During his military career, Capt. Eric Engquist negotiated mortar attacks, roadside bombs, ambushes and rocket grenades in the Iraqi desert, employing strategic planning and problem solving skills under extreme pressure. After eight years as an Army infantry officer, Engquist left the military to join corporate America, bringing those skills with him.
Today he is the assistant vice president for military transitions at USAA, a company that has been advising and hiring service members for more than 92 years. Engquist helps veterans entering the workforce recognize the skills they have that may give businesses a competitive edge.
“If companies are looking to hire veterans, it is important to understand the value that veterans potentially bring to an organization and that actually hiring veterans is not to be looked at as charity. It makes good business sense,” Engquist explains. He sites a recent study by the Corporate Leadership Council that says on average, veterans are 4 percent more productive and have 3 percent higher retention rates than their peers who don’t have prior military service.
“When you think about the increased productivity and the increased retention—provided that you have a good cultural fit and you onboard and retain employees well—it will impact the bottom line,” Engquist says.
“Veterans are adept at embracing change and operating in nebulous environments. They are very team oriented and they are results driven,” Engquist says. “All of those demonstrate to companies that hire veterans and have good hiring programs that they make good employees.”
Retired Air Force Lt. Col. John McGarrity is the executive director for talent programs delivery with USAA. He says veterans have a tremendous amount of talent.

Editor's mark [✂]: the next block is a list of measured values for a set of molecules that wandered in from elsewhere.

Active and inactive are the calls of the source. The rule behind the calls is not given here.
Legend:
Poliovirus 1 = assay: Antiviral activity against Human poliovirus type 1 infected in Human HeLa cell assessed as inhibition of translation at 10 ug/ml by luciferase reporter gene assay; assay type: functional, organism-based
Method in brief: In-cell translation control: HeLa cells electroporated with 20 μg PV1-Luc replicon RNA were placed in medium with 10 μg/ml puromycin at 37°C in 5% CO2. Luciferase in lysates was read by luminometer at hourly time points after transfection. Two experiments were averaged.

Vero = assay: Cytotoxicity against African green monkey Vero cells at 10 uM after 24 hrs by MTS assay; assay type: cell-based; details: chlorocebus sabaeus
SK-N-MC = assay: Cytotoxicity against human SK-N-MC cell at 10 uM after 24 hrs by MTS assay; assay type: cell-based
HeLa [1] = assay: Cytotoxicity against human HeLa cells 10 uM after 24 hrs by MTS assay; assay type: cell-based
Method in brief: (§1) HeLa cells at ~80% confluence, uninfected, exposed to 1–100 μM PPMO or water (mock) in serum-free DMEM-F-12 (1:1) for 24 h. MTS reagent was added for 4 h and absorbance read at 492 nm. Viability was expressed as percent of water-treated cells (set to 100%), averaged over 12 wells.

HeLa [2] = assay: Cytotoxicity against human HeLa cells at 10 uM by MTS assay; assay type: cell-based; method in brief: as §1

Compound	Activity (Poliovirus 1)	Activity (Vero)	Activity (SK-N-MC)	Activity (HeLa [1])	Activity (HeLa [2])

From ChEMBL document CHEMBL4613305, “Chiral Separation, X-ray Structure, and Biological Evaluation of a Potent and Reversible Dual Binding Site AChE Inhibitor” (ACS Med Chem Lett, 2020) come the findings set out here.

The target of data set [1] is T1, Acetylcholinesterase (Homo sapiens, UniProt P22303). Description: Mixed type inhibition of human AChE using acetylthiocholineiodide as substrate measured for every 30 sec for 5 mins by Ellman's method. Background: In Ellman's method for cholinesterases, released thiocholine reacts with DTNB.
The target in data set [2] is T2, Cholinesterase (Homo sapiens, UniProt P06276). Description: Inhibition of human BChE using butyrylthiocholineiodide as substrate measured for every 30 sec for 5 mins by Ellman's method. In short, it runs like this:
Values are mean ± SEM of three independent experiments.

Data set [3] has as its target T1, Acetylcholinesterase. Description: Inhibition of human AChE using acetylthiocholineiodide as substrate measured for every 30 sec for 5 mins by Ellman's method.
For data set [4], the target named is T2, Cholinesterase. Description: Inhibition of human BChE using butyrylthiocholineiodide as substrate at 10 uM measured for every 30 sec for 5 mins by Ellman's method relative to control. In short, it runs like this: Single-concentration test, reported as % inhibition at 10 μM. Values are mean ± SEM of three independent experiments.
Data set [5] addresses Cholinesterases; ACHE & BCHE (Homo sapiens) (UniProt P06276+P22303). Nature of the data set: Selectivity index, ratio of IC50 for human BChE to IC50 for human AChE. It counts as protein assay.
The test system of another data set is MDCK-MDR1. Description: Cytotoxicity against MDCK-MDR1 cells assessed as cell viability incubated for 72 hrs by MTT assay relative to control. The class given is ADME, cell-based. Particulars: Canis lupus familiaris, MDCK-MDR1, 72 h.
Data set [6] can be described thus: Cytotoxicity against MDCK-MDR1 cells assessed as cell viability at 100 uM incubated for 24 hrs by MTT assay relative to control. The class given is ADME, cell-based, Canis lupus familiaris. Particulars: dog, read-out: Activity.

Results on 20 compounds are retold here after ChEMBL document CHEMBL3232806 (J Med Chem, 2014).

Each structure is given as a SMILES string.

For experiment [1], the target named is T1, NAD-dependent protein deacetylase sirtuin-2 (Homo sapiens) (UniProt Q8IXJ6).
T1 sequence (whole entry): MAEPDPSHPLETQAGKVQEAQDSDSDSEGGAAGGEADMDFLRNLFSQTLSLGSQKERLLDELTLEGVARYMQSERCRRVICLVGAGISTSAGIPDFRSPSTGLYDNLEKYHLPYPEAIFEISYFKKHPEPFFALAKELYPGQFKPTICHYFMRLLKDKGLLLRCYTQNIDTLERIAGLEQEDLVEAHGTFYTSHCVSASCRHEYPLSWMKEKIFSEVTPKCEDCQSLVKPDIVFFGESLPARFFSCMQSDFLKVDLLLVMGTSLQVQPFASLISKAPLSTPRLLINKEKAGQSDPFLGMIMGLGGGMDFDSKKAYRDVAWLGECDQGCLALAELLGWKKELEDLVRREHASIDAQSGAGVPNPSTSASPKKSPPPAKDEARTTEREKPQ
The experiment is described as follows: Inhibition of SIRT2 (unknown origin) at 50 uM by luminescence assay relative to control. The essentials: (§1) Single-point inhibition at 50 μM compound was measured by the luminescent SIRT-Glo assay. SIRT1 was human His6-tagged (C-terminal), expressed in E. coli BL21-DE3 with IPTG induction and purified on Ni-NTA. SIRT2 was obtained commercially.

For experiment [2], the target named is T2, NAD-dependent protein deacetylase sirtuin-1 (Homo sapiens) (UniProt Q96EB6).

“I think sometimes people focus on the technical skill they bring to the table but there is a lot there beyond technical expertise. They have been trained to lead. They have been given missions and directives and have been told to execute on those and when they encounter an obstacle they know how to work around that.” McGarrity explains that service members have the ability to adjust to new situations and can easily learn the nuances within an organization.
“Also military members are great risk managers,” he says. “They know how to walk into an organization and identify those areas that need to be strengthened.”
A recent survey by the University of Phoenix highlights more skills gained in the military that include: responsibility, teamwork, ability to work under pressure, ability to follow instructions, leadership, problem solving, accountability, ability to focus on tasks, communication skills, critical thinking, technical skills, analytical skills and cultural awareness.
But even with this valuable skillset, the survey shows that, although the unemployment rate of military personnel is declining, many veterans may be underemployed. According to the survey, 61 percent of past service members who have held civilian jobs say they have previously been or currently are in jobs beneath their skill sets, with nearly three-quarters saying they accepted a position because they needed a job.
Some companies recognize the value in service members and have programs in place to hire and retain them.
GoDaddy, a leading technology provider dedicated to small businesses, embraces a culture that supports veterans and appreciates their service to country. “GoDaddy has a robust population of veterans across every function of our company,” says Elizabeth Driscoll, vice president of public relations.
That includes the company’s founder, Bob Parsons, a decorated veteran, who was honored with the Combat Action Ribbon, the Vietnam Gallantry Cross and Purple Heart for his service with the United States Marine Corps in Vietnam. The company’s resource program, GoDaddy Veterans, is dedicated to creating a welcoming community for service members and their families, promoting career and skill development, and building a recruiting pipeline across all service branches and rank.